Dr Eva Petermann PhD

Dr Eva Petermann

Institute of Cancer and Genomic Sciences
Reader in Genome Biology

Contact details

Institute of Cancer and Genomic Sciences
Institute for Biomedical Research (West)
College of Medical and Dental Sciences
University of Birmingham
B15 2TT

Dr Petermann’s research focuses on mechanisms of mammalian DNA replication stress, with an emphasis on oncogene-induced replication stress and homologous recombination. She has published more than 35 research papers and review articles in the field of DNA replication and DNA repair. Her lab has received research funding from Cancer Research UK, MRC, BBSRC, Worldwide Cancer Research, the Royal Society and the Wellcome Trust.

Research group page: https://www.evapetermann.org/

The Petermann group is a member of the Birmingham Centre for Genome Biology.


  • PG Cert Learning and Teaching in Higher Education, 2012
  • PhD in Biochemistry, 2004 
  • BSc/MSc in Biochemistry, 2001


I qualified in 2001 with a BSc and MSc in Biochemistry at the Martin Luther University Halle-Wittenberg in Germany and then obtained a PhD in Biochemistry (2004) at the Free University Berlin, where I worked on PARP1 and DNA base excision repair.

I continued with postdoctoral research in the field of DNA repair and replication in the lab of Keith Caldecott at the Sussex Centre for Genome Damage and Stability in Brighton and then moved to the lab of Thomas Helleday at the University of Oxford, where I was also a Junior Research Fellow at Linacre College.

I joined the University of Birmingham as a Lecturer in 2010. I received the European Environmental Mutagen Society Young Scientist Prize in 2010. In 2019, the Petermann lab was awarded £1.6 million in funding from Cancer Research UK and the Medical Research Council.


Postgraduate supervision

Dr Petermann is interested in supervising doctoral researchers in
the following areas:

- Fundamental mechanisms of DNA replication stress and DNA repair
- Oncogene-induced replication stress
- Conflicts between replication and transcription
- Targeted cancer therapies
- Cancer chemotherapy and replication stress


DNA replication is the process by which dividing cells copy their genetic information. Replication is very important but also dangerous for cells, because if obstacles inhibit the movement of the replication apparatus, this can lead to DNA damage, mutations or cell death. This is called replication stress (Jones and Petermann, 2012; Petermann and Helleday, 2010). My group investigates molecular mechanisms of replication stress in cancer development and -treatment.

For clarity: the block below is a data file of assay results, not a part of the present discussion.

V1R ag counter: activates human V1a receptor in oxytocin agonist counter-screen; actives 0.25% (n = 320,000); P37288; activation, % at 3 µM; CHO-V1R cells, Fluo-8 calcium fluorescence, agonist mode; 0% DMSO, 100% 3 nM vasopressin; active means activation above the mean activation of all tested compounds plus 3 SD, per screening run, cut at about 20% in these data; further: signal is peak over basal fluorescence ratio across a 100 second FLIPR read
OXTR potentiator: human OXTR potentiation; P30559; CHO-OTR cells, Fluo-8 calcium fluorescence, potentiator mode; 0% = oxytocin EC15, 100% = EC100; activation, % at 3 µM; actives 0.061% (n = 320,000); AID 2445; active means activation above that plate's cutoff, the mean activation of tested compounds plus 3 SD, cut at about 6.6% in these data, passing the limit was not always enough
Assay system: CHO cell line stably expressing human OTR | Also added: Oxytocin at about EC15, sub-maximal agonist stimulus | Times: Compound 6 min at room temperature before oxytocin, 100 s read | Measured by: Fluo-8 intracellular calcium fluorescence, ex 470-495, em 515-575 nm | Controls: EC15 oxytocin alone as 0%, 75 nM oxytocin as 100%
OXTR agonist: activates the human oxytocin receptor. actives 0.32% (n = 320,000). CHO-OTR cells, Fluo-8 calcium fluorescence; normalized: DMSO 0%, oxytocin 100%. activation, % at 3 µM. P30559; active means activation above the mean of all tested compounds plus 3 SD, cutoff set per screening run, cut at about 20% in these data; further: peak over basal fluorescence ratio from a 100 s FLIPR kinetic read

Transcription-replication conflicts in cancer

Replication stress, or replication-associated DNA damage, occurs frequently in cancer. There is a growing interest in targeting oncogene-induced replication stress for cancer therapy. Effective targeting will require mechanistic understanding of how oncogenes induce replication stress. It is widely appreciated that oncogenes can promote replication stress by de-regulating the cell cycle machinery to increase proliferation. However to promote proliferation, oncogenes also need to hyper-activate the basal transcription machinery. We use DNA fibre approaches to identify new mechanisms of oncogene-induced replication stress (Jones et al., 2013). 

We have evidence for transcription hyper-activation as an alternative and important replication stress mechanism. We recently reported that H-RasV12 induces replication-transcription conflicts, not by de-regulating the cell cycle, but by increasing expression of a general transcription factor (TBP) and global RNA synthesis (Kotsantis et al., 2016). We showed that TBP overexpression can promote replication stress independently of oncogenes.  We are further investigating the mechanisms of oncogene-induced transcription-replication conflicts. We are also investigating transcription-replication conflicts induced by a new class of cancer drugs called BET inhibitors (Bowry et al., 2018).



Homologous recombination at stalled replication forks

Homologous recombination (HR) is a remarkable genome maintenance pathway that brings together DNA replication and DNA repair. Because of this, it is absolutely central to diseases characterized by replication stress or treated with replication stress-inducing agents. 

It is increasingly evident that HR processes frequently occur at perturbed replication forks, where HR performs novel roles that are distinct from its classic function in DNA double-strand break repair. New insights into the roles of HR at stressed replication forks are relevant for cancer development and therapy. We are particularly interested in understanding how HR can slow and stall forks.


We use DNA fibre approaches to identify new roles for HR and the central HR factor RAD51 at stalled replication forks. We study how RAD51 modulates fork progression in response to classic chemotherapy, targeted cancer therapies, and environmental mutagens (Jones et al, 2014; Ronson et al., 2018)


Highlight publications

Piberger, L, Bowry, A, Kelly, R, Walker, A, Gonzalez-Acosta, D, Bailey, L, Doherty, A, Mendez, J, Morris, J, Bryant, HE & Petermann, E 2020, 'PrimPol-dependent single-stranded gap formation mediates homologous recombination at bulky DNA adducts', Nature Communications, vol. 11, no. 1, 5863. https://doi.org/10.1038/s41467-020-19570-7